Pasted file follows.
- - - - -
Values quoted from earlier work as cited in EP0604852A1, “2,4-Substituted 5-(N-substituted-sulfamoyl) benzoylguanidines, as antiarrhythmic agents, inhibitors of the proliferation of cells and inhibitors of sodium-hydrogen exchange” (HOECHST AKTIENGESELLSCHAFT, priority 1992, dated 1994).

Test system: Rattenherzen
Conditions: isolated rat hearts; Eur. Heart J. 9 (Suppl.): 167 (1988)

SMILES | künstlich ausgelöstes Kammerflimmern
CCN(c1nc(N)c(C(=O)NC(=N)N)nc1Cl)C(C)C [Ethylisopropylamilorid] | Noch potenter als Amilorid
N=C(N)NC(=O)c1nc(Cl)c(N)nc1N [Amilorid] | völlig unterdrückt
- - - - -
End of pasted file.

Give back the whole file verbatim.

Values quoted from earlier work as cited in EP0604852A1, “2,4-Substituted 5-(N-substituted-sulfamoyl) benzoylguanidines, as antiarrhythmic agents, inhibitors of the proliferation of cells and inhibitors of sodium-hydrogen exchange” (HOECHST AKTIENGESELLSCHAFT, priority 1992, dated 1994).

Test system: Rattenherzen
Conditions: isolated rat hearts; Eur. Heart J. 9 (Suppl.): 167 (1988)

SMILES | künstlich ausgelöstes Kammerflimmern
CCN(c1nc(N)c(C(=O)NC(=N)N)nc1Cl)C(C)C [Ethylisopropylamilorid] | Noch potenter als Amilorid
N=C(N)NC(=O)c1nc(Cl)c(N)nc1N [Amilorid] | völlig unterdrückt